I gave a retreat last Saturday at Grace Episcopal Church in Oak Park with Dennis Northway, the parish musician, called "Worship! Engaging the whole spirit" for the choir and worship team. As always, it was fun working with Dennis. The people at Grace were very responsive and enthusiastic. A great group.
I led movement for non-dancers, opening people up to the movement possibilities in worship in a very non-threatening way. It wasn't "dance." Dennis was really impressed by how I got some very unlikely people moving, and the choir may try doing some VERY simple steps in their processions as a result.
I began by asking everyone simply to walk around the sanctuary as I told a story that evoked different emotions. I asked them to notice how those emotions affected their walking. Someone said that the exercise evoked all the thoughts that are going through people's heads as they come to worship.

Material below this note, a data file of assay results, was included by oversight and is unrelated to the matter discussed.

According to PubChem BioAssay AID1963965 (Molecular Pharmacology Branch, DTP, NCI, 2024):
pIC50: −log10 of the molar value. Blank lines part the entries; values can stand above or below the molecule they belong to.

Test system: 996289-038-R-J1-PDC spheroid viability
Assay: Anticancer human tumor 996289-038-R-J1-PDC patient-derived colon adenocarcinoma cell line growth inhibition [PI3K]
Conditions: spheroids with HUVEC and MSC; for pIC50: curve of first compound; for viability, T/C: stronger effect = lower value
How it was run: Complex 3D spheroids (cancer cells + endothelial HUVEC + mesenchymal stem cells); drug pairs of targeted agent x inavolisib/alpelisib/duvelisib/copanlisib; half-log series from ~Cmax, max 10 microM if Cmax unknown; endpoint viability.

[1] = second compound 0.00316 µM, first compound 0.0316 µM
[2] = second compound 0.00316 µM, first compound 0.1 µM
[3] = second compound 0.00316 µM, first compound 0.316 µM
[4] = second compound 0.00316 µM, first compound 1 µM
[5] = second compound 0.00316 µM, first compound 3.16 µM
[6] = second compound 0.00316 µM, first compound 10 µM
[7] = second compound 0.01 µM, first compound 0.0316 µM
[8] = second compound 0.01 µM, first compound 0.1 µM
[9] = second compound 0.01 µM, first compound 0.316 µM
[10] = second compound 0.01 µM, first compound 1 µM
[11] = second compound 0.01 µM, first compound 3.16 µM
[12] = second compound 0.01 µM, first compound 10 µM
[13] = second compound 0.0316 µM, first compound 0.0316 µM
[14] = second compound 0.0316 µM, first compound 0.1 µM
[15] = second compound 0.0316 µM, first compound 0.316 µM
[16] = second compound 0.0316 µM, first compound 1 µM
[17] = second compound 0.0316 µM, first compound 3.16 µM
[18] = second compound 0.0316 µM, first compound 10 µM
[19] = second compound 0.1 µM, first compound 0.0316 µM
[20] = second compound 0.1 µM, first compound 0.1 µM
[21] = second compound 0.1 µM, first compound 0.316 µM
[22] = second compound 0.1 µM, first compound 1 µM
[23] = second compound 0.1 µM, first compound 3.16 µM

Then, we talked about how, as worship leaders, our bodies communicate during worship and what we'd like our bodies to convey: "alert" and "open" were the two words that came up. So, we tried standing in ways that are alert and open, and I gave some tips based on my dance experience on how to do that.
Anastasia Black from St. James the Less also brought up not drawing attention to yourself. This was a good point and I wish I had spent a little more time unpacking it. It's one of those zen things. Everyone is looking at you, but you don't want to draw attention to yourself? How do you do that?? I think of it as being a conduit for the Holy Spirit. It's not about me, but the Holy Spirit moving through me. My hope is that when people see me, they see right through me to the Holy Spirit.
I was very excited about this workshop and hope to do more workshops for worship leaders. Increasing body awareness and movement awareness among worship leaders is important in and of itself and it can lead to more movement in worship so that people pray with their whole bodies.